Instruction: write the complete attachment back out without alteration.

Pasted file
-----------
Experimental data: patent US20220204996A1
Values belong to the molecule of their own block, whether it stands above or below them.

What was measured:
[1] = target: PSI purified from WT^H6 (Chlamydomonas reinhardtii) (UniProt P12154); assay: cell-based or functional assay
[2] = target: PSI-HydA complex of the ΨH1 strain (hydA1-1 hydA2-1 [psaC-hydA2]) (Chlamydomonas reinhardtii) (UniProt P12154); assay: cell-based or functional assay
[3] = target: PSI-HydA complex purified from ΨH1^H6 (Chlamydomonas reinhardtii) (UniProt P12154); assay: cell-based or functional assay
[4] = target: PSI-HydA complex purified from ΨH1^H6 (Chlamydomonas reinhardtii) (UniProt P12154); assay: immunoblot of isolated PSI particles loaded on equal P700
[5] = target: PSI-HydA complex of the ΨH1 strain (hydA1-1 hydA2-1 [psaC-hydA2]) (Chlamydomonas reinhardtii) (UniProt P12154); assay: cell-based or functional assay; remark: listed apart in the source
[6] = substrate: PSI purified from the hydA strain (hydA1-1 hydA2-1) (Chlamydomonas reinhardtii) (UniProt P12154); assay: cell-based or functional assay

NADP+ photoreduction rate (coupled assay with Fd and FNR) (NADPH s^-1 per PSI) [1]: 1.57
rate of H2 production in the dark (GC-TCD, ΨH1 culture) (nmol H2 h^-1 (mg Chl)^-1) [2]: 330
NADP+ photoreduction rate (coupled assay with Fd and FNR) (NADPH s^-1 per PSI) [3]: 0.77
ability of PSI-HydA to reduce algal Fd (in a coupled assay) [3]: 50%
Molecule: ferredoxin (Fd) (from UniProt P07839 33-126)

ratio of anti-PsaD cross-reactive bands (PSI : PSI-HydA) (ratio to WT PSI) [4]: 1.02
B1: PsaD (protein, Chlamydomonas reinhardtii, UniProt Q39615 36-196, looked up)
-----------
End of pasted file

Experimental data: patent US20220204996A1
Values belong to the molecule of their own block, whether it stands above or below them.

What was measured:
[1] = target: PSI purified from WT^H6 (Chlamydomonas reinhardtii) (UniProt P12154); assay: cell-based or functional assay
[2] = target: PSI-HydA complex of the ΨH1 strain (hydA1-1 hydA2-1 [psaC-hydA2]) (Chlamydomonas reinhardtii) (UniProt P12154); assay: cell-based or functional assay
[3] = target: PSI-HydA complex purified from ΨH1^H6 (Chlamydomonas reinhardtii) (UniProt P12154); assay: cell-based or functional assay
[4] = target: PSI-HydA complex purified from ΨH1^H6 (Chlamydomonas reinhardtii) (UniProt P12154); assay: immunoblot of isolated PSI particles loaded on equal P700
[5] = target: PSI-HydA complex of the ΨH1 strain (hydA1-1 hydA2-1 [psaC-hydA2]) (Chlamydomonas reinhardtii) (UniProt P12154); assay: cell-based or functional assay; remark: listed apart in the source
[6] = substrate: PSI purified from the hydA strain (hydA1-1 hydA2-1) (Chlamydomonas reinhardtii) (UniProt P12154); assay: cell-based or functional assay

NADP+ photoreduction rate (coupled assay with Fd and FNR) (NADPH s^-1 per PSI) [1]: 1.57
rate of H2 production in the dark (GC-TCD, ΨH1 culture) (nmol H2 h^-1 (mg Chl)^-1) [2]: 330
NADP+ photoreduction rate (coupled assay with Fd and FNR) (NADPH s^-1 per PSI) [3]: 0.77
ability of PSI-HydA to reduce algal Fd (in a coupled assay) [3]: 50%
Molecule: ferredoxin (Fd) (from UniProt P07839 33-126)

ratio of anti-PsaD cross-reactive bands (PSI : PSI-HydA) (ratio to WT PSI) [4]: 1.02
B1: PsaD (protein, Chlamydomonas reinhardtii, UniProt Q39615 36-196, looked up)